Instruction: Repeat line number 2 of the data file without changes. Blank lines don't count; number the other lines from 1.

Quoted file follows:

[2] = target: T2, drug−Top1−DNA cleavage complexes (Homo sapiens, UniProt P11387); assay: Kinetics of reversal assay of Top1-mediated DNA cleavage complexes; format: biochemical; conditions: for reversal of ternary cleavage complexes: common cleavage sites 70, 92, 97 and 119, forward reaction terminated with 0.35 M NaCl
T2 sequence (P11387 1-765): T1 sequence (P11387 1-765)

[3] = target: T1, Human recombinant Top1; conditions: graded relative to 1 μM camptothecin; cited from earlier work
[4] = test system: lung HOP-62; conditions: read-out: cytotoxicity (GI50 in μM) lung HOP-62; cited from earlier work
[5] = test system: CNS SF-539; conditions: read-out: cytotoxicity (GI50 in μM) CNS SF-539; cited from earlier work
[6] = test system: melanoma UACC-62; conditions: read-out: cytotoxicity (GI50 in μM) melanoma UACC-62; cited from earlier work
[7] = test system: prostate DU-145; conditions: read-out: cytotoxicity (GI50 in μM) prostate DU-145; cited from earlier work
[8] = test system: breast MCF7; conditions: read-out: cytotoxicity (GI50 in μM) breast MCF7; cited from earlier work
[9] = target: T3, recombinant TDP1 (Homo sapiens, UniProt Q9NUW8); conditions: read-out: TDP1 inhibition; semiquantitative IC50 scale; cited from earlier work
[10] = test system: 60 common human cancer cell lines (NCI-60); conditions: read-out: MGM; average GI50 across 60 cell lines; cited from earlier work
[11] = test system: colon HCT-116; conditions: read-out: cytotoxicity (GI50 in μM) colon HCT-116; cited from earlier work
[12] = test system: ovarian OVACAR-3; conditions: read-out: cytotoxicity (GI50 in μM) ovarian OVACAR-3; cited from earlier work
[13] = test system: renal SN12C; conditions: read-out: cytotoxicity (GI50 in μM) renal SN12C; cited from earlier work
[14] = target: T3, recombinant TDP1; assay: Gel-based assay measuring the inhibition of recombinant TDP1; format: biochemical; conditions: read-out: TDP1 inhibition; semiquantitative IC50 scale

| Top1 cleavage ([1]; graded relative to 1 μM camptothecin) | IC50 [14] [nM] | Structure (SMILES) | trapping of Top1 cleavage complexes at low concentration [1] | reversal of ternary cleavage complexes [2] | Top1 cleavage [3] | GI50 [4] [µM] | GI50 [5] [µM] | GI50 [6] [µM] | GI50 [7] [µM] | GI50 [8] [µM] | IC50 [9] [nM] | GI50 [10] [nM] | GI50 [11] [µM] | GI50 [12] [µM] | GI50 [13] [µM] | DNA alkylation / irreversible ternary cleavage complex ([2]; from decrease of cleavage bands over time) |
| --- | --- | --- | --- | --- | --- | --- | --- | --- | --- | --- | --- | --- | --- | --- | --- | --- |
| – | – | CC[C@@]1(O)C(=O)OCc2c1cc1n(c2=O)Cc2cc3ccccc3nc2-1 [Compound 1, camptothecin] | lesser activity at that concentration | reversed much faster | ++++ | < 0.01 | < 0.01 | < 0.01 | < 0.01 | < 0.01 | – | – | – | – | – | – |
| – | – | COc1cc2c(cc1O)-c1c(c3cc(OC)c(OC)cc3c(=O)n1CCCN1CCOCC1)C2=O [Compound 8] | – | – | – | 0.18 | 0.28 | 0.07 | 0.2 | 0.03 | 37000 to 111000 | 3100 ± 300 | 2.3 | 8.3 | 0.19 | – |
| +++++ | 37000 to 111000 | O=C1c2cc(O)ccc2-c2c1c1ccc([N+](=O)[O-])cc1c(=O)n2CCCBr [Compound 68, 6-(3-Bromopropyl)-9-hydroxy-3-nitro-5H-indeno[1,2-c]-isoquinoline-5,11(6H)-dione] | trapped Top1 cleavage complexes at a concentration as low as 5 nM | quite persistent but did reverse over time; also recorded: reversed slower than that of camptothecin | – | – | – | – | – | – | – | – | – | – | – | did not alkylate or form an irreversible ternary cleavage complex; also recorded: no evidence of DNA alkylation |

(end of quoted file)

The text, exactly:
T2 sequence (P11387 1-765): T1 sequence (P11387 1-765)